External links

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Image File history File links Information_icon. ... Image File history File links En-Creative-Commons. ... Image File history File links Sound-icon. ... 2005 (MMV) was a common year starting on Saturday of the Gregorian calendar. ... December 2 is the 336th day (337th in leap years) of the year in the Gregorian calendar. ... Image File history File links Sound-icon. ... Image File history File links Wikiquote-logo-en. ... This article or section does not cite its references or sources. ... Image File history File links Commons-logo. ... Wikipedia does not have an article with this exact name. ... The original Wikisource logo. ... Internet Archive headquarters. ... Mozilla Firefox (abbreviated as Fx, fx (prescribed[2]), or FF) is a graphical web browser developed by the Mozilla Corporation. ...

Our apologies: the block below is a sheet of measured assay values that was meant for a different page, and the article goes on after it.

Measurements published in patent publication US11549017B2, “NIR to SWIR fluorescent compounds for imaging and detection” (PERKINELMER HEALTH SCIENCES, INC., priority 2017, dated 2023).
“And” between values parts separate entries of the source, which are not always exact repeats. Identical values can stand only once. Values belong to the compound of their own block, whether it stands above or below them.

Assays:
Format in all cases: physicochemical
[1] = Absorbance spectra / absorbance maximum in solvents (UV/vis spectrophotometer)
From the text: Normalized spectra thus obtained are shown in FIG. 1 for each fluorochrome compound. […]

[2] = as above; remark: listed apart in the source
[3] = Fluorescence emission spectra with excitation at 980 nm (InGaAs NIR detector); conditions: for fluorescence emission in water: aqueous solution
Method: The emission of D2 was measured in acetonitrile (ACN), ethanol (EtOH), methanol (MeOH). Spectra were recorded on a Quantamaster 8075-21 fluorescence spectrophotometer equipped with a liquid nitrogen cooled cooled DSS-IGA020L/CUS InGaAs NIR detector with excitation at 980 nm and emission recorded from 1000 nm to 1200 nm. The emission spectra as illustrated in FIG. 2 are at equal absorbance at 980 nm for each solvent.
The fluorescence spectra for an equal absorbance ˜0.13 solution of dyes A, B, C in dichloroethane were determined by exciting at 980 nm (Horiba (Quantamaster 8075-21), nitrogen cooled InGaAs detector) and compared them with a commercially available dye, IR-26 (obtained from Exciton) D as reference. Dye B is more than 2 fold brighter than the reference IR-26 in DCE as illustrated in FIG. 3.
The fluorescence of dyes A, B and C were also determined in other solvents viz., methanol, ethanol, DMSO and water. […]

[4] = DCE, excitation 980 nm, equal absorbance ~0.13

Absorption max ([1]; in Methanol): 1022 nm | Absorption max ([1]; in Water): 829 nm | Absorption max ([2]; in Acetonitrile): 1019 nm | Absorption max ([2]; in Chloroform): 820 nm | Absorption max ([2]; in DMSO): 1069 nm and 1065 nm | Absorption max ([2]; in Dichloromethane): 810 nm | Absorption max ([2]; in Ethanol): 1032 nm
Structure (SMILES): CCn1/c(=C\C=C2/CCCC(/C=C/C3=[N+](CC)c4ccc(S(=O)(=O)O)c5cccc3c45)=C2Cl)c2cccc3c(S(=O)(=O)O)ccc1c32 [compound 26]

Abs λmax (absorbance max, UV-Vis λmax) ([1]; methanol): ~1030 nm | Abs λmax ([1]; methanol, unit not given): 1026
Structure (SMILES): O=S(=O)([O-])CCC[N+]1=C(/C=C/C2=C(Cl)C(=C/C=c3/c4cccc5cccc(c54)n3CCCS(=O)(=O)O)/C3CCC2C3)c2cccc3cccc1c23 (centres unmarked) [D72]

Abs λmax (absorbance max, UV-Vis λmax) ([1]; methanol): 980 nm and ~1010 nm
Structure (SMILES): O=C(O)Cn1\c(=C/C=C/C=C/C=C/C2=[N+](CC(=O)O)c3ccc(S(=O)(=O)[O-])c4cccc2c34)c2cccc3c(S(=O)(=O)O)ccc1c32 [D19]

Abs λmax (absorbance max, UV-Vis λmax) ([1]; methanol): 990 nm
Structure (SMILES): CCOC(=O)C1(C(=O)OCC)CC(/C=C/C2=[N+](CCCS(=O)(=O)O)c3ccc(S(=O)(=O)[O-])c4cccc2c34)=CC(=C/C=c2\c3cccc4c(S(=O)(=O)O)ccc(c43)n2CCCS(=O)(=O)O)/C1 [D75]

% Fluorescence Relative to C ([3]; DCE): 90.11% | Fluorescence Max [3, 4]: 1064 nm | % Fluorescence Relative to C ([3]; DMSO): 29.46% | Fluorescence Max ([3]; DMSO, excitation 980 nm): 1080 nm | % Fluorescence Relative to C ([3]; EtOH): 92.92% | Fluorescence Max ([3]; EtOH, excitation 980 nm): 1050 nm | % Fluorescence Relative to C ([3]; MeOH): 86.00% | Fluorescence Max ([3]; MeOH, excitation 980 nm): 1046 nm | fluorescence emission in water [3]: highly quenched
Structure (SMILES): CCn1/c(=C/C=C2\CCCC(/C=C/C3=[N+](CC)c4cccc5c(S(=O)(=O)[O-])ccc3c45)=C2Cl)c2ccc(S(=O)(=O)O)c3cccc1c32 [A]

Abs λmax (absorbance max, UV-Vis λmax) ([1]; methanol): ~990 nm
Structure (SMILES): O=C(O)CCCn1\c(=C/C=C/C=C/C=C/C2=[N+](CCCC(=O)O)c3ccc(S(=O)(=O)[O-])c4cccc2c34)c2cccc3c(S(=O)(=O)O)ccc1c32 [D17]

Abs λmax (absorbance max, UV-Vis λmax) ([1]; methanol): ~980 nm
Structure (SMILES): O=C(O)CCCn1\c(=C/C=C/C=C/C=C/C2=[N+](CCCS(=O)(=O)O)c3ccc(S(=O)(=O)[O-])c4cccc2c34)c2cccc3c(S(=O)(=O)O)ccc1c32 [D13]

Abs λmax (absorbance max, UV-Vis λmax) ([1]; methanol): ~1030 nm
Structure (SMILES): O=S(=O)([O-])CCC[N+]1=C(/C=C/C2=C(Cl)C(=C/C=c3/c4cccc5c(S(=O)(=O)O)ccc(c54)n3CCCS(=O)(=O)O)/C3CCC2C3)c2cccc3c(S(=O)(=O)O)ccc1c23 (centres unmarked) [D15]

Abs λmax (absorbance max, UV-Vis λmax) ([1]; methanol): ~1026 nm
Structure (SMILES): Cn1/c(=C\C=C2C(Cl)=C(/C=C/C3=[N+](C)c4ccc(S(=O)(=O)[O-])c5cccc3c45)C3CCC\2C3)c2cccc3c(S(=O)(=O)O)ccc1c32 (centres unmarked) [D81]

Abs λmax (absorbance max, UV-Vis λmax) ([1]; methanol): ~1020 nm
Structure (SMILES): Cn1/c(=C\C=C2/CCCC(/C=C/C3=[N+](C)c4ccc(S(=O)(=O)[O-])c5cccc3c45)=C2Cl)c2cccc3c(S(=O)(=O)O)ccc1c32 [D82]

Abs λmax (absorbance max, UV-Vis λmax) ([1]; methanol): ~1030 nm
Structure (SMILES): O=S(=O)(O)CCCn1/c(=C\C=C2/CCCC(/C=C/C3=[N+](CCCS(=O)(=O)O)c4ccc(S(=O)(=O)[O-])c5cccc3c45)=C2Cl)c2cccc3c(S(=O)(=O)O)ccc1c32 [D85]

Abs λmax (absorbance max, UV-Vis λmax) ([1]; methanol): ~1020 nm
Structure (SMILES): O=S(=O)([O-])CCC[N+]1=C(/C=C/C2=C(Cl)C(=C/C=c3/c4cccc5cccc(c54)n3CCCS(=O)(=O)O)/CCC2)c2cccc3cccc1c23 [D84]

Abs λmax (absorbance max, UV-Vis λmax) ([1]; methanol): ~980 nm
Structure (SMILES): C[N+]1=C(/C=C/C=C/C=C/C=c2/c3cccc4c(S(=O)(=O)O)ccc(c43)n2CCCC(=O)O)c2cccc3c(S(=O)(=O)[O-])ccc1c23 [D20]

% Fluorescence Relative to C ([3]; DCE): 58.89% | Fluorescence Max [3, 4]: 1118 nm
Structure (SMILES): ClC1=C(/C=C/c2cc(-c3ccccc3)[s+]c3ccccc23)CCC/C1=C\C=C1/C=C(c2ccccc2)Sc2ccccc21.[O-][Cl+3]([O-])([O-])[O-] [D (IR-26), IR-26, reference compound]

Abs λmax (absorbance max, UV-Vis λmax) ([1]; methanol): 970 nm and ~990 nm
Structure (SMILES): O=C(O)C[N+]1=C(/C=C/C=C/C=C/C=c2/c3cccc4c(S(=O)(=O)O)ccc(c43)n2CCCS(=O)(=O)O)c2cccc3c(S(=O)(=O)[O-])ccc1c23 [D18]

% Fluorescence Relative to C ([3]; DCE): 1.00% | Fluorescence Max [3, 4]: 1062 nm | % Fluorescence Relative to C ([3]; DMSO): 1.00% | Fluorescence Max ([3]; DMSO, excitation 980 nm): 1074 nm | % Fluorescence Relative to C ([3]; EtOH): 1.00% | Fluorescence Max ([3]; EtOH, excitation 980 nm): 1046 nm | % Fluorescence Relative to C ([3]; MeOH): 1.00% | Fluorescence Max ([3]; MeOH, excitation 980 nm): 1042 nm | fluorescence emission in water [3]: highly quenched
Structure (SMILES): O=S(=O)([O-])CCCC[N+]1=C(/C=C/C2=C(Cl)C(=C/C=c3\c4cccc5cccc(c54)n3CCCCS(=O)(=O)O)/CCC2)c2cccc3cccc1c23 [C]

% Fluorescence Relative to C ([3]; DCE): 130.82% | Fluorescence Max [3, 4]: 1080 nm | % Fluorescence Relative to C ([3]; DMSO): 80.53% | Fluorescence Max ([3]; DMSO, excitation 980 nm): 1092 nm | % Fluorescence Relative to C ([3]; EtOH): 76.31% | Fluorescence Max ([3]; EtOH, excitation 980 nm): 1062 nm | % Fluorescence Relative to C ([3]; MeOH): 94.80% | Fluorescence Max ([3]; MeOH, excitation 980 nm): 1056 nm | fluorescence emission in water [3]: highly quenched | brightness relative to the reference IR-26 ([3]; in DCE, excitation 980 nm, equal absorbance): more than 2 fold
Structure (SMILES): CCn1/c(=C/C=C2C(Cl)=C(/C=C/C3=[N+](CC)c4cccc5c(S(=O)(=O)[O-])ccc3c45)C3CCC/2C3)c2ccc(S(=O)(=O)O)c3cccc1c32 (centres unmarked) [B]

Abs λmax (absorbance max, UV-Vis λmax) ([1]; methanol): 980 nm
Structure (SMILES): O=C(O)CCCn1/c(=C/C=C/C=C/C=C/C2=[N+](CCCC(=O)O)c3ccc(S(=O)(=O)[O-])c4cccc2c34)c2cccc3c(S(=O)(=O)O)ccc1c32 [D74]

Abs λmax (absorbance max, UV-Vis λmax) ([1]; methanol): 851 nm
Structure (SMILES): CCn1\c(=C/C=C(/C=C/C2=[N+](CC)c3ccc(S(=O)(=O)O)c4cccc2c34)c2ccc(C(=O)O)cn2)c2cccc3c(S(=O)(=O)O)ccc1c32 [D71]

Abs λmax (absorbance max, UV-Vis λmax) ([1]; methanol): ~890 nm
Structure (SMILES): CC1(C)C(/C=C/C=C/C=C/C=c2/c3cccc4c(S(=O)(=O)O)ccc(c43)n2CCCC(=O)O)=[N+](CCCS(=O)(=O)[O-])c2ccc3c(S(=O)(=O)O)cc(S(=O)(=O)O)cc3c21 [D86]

Articles


  Results from FactBites:
 
Frequently Asked Questions - CcWiki (8020 words)
Creative Commons licenses are designed to be applied to your work and to be binding upon people who use your work based on their notice of the Creative Commons “Some Rights Reserved” (or “No Rights Reserved” in the case of the public domain dedication) button and the statement that the work is Creative Commons-licensed.
Creative Commons is reaching out to collecting societies in those jurisdictions where this problem arises to try to find a solution that enables creators to enjoy the benefits both systems offer.
Creative Commons International and the volunteer project leads are independent and separate entities although both work in collaboration to promote the adoption of Creative Commons licenses and tools.
Creative Commons - Wikipedia, the free encyclopedia (1827 words)
The Creative Commons website enables copyright holders to grant some of their rights to the public while retaining others through a variety of licensing and contract schemes including dedication to the public domain or open content licensing terms.
Common Content was set up by Jeff Kramer with cooperation from Creative Commons, and is currently maintained by volunteers.
Lawrence Lessig on Creative Commons and the Remix Culture.
  More results at FactBites »